Judges may be reluctant to let procedural errors stand in the way of what they perceive as justice. But that is not to say they do not notice when significant procedural errors occur. The Ontario Court of Appeal’s recent decision in Knew Order Co. Ltd. v. 2291955 Ontario Inc., 2013 ONCA 559 demonstrates as much.

The appellant sought to set aside a declaration which had been made in the context of an interlocutory motion. The Court first satisfied itself that it had jurisdiction and ought to exercise it:

[1]          Although the appellants may have erred in the procedure followed to set aside the declaration contained in para. 2 of the order of Chapnik J., dated May 22, 2012, both parties agree that that declaration is a final order and, if made in error, is subject to review in this court.

[2]          The jurisdiction and propriety of having made the declaration in the context of an interlocutory motion has been fully argued on this appeal. Thus, in our view, it is in the interest of justice that we deal with the issue despite the appellants’ procedural errors. The only prejudice that might be suffered by the respondent is with respect to costs.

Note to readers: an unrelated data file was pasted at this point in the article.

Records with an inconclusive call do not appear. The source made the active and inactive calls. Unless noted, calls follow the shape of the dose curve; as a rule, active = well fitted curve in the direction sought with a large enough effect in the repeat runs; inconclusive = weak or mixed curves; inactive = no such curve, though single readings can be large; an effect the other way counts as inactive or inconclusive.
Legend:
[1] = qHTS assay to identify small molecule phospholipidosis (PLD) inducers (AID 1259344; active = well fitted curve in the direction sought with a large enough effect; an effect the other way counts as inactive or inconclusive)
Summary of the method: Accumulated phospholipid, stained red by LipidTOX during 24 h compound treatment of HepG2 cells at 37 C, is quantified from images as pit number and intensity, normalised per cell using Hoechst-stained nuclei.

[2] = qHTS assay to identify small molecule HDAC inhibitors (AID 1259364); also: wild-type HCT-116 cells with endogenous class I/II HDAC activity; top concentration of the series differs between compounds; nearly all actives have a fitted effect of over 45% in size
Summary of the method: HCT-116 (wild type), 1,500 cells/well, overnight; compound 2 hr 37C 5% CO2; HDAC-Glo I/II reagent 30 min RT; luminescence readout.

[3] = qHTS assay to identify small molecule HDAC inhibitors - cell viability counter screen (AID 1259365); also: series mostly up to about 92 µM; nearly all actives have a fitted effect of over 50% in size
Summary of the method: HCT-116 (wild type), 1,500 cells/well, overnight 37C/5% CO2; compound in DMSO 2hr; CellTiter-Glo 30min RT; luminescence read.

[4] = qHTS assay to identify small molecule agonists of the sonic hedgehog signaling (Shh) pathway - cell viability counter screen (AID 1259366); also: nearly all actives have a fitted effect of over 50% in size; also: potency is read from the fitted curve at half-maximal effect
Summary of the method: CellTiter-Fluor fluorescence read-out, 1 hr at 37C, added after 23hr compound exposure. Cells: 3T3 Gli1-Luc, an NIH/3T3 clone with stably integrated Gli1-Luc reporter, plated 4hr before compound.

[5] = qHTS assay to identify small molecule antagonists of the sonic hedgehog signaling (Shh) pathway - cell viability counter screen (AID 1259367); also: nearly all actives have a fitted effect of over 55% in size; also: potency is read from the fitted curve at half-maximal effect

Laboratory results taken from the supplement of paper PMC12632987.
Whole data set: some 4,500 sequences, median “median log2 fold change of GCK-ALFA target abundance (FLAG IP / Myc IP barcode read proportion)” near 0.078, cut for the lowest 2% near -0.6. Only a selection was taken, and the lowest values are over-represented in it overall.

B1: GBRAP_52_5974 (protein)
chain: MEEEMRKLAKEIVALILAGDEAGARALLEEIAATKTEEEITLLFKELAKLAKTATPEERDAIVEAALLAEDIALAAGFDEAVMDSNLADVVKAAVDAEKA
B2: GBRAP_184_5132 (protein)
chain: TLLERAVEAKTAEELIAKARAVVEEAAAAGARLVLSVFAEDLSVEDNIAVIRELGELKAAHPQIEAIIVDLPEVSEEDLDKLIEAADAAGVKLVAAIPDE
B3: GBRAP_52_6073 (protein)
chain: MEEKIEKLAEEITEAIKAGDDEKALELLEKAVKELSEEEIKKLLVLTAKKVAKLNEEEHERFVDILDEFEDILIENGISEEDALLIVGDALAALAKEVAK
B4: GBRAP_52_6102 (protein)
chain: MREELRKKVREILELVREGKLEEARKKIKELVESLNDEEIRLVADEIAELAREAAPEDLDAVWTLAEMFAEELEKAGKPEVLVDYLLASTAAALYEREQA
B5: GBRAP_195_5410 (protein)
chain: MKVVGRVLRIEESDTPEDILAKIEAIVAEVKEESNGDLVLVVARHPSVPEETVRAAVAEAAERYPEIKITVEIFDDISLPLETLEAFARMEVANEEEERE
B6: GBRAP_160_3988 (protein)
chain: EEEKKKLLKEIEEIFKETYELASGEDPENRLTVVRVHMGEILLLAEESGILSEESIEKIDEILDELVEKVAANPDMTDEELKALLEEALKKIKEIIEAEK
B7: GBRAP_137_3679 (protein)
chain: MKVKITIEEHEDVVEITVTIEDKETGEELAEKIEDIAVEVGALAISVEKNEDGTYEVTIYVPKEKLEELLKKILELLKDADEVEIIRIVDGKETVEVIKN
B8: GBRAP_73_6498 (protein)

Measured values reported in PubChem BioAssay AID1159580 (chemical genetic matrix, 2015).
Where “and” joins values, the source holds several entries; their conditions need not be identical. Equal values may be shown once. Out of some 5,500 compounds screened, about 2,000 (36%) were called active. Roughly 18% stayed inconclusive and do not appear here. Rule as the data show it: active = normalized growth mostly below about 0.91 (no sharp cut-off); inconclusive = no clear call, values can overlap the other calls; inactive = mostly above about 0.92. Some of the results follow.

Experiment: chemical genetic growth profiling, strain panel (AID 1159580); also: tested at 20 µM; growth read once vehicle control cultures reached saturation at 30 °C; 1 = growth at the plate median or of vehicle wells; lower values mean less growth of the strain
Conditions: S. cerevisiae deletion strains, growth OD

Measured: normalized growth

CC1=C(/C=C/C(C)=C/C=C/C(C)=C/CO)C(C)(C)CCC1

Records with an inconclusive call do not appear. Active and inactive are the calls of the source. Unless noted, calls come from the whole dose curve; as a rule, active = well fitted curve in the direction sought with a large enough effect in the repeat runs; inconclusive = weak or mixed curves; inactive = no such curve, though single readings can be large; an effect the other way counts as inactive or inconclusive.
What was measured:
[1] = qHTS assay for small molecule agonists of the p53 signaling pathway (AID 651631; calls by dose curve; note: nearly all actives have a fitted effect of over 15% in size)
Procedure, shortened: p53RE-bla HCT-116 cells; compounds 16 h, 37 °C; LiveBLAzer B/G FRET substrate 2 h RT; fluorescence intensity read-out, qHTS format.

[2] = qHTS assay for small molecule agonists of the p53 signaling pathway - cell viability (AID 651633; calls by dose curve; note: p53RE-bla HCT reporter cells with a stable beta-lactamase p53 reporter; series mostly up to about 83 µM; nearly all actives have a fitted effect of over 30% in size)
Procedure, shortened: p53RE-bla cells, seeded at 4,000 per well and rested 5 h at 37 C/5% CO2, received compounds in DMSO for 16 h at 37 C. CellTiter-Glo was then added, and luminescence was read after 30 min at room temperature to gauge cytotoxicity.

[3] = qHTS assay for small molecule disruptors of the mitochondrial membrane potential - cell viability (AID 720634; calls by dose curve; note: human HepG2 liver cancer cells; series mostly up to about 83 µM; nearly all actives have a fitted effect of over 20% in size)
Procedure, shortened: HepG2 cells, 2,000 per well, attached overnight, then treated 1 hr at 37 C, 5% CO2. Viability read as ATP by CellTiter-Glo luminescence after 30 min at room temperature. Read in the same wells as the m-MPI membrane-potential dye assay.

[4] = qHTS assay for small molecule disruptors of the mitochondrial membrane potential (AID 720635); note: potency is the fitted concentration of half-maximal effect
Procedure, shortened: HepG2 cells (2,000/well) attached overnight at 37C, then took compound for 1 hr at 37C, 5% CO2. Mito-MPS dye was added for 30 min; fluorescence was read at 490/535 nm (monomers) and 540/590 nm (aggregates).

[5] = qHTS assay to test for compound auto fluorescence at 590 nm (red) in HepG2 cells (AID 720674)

The Court allowed the appeal, holding that the impugned declaration had not been sought by the respondent, should not have been granted on an interlocutory motion on a preliminary record, and “deprived the appellants of a substantive defence and did so at a preliminary stage of the proceeding without affording the appellants the opportunity to prepare a complete record” (para. 3).

Accordingly, the declaration was set aside. But the appellants’ procedural errors (which were not specified) nonetheless ended up costing the appellants – quite literally:

[5]          In our view, this appeal stems mainly from procedural errors committed by the appellants. Accordingly, we would not interfere with the costs below.  We are also of the view that the costs of the appeal ought to be awarded to the respondent fixed in the amount of $7000, inclusive of disbursements and applicable taxes, even though the respondent was not successful on appeal.